PunditBy Andrew Geddis
    1 week ago
  • What does ‘level two’ mean – and why does it matter?
    For the last few weeks, I’ve been urging you to prepare yourself, your family, business, and community for Covid-19. Now it’s time for real action.  Yesterday the director-general of health Dr Ashley Bloomfield announced another 13 confirmed cases of Covid-19 in New Zealand, bringing our total to date to 52. ...
    SciBlogsBy Siouxsie Wiles
    1 week ago
  • 2020 SkS Weekly Climate Change & Global Warming News Roundup #12
    A chronological listing of news articles linked to on the Skeptical Science Facebook Page during the past week, i.e., Sun, Mar 15, 2020 through Sat, Mar 21, 2020 Editor's Pick Now Isn’t the Time to Forget About Our Climate Change Efforts   Tasha Tilberg, Lindsey Wixson, and Liu Wen photographed ...
    1 week ago
  • Is the Guardian becoming  a real newspaper again?
    by Jan Rivers The article has been corrected to show that it was Ewen MacAskill, former Guardian journalist and not Luke Harding who travelled to meet Edward Snowden with journalist Glenn Greenwald and filmmaker Laura Poitras.  Some of the Guardian’s well-known journalists who did not sign the protest letter are ...
    RedlineBy Daphna
    2 weeks ago
  • Life asserts itself regardless
    by Cultural Worker Late March 2020 amidst the virus. With gigs crashing and burning all around it was without much hope that I called a long standing rest home booking: “ Hi, I’m supposed to be entertaining at your place this afternoon – is it still on?” “”If you don’t ...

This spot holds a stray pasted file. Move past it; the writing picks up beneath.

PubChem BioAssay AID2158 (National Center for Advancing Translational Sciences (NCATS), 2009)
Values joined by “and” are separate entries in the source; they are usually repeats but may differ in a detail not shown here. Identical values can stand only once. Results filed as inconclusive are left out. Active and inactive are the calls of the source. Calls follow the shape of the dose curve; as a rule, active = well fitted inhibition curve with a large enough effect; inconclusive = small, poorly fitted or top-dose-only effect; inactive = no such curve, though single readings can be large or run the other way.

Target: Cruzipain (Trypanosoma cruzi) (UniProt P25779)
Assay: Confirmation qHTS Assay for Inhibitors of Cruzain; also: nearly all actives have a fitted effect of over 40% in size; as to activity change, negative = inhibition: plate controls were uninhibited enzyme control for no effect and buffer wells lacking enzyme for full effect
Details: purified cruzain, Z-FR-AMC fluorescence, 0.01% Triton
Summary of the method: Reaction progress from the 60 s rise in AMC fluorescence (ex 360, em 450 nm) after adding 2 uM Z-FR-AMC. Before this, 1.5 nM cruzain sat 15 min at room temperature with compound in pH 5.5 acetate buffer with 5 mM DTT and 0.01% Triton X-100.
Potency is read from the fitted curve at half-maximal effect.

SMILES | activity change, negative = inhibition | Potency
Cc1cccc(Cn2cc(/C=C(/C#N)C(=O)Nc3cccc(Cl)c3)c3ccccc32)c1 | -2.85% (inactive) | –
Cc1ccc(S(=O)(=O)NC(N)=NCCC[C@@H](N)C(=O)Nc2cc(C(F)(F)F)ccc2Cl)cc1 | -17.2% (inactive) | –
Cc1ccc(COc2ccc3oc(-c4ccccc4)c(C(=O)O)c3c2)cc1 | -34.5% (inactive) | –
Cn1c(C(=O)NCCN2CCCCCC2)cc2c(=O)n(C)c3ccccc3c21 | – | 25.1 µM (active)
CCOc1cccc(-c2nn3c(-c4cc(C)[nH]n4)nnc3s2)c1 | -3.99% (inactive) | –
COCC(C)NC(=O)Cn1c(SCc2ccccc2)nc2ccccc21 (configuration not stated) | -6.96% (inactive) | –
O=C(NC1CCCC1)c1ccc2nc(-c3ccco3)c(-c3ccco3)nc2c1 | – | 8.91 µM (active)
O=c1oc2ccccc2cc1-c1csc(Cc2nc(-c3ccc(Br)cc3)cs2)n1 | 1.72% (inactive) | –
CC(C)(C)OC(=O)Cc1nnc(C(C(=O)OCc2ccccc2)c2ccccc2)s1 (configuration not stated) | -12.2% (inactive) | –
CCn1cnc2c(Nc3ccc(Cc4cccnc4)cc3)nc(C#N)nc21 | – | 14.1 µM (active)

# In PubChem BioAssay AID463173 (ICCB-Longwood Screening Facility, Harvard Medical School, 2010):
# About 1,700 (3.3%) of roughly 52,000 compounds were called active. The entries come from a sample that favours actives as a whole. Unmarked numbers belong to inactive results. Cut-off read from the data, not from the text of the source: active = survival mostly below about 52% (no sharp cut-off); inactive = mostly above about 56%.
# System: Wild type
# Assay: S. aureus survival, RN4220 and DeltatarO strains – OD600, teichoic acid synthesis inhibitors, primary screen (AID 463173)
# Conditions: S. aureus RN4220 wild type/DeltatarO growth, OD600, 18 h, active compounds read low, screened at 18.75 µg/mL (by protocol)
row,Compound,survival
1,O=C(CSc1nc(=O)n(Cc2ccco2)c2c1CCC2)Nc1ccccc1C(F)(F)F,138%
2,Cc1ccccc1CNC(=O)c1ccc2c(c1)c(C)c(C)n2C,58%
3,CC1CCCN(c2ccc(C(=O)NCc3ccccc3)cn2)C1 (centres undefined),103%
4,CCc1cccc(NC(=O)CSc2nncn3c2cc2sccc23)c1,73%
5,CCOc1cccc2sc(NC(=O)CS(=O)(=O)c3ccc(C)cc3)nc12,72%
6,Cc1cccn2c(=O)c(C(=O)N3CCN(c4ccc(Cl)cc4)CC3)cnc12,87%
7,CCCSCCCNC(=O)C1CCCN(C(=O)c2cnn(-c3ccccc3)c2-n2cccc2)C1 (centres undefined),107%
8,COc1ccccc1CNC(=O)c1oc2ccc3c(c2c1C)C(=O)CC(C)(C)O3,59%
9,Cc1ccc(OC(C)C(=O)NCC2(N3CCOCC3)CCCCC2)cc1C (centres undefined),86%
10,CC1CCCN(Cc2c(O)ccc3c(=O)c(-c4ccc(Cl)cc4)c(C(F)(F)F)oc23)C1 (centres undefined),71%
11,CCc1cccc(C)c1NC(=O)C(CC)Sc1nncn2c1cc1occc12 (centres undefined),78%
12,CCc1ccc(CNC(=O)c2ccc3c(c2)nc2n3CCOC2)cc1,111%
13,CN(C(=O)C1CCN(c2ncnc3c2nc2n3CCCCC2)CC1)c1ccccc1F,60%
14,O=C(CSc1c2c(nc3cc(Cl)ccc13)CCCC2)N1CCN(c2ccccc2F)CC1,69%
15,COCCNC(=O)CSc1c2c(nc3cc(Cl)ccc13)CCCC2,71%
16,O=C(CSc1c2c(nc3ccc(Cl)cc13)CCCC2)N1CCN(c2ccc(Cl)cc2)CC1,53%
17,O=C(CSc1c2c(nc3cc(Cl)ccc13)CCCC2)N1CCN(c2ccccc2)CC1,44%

RedlineBy Daphna
    2 weeks ago
  • Politics, the possible, and the pandemic
    Whenever people demand real change from their politicians, we're told that "politics is the art of the possible". The implication is that change isn't possible, so we'd better just get used to the sucky status quo. But now that there's a pandemic, a lot of things we were previously told ...
    No Right TurnBy Idiot/Savant
    2 weeks ago
  • The Only Way Through This Crisis Is Together.
    Together: In leading New Zealand through the Covid-19 Pandemic, the Prime Minister could do a lot worse than allow herself to be guided by the spirit of collective sacrifice and co-operation that animated the New Zealanders of 80 years ago. Most Kiwis alive today have had no opportunity to prove their ...
    2 weeks ago
  • GFC vs Covid-19
    It is said that generals fight the last war. In the case of the early stages of the Global Financial Crisis (GFC) they had learned from the Great Depression of the 1930s and they fought intelligently and successfully. Later their advice would be ignored in favour of the Austerians who ...
    PunditBy Brian Easton
    2 weeks ago
  • Nobody Left Behind.
    Solidarity Forever: All over the world, the arrival of the Covid-19 virus has exposed the fragility of the walls we erect around ourselves and our loved ones. It has shattered our illusions of autonomy and revealed to us how utterly dependent we all are on other human-beings. Finally, we see ...
    2 weeks ago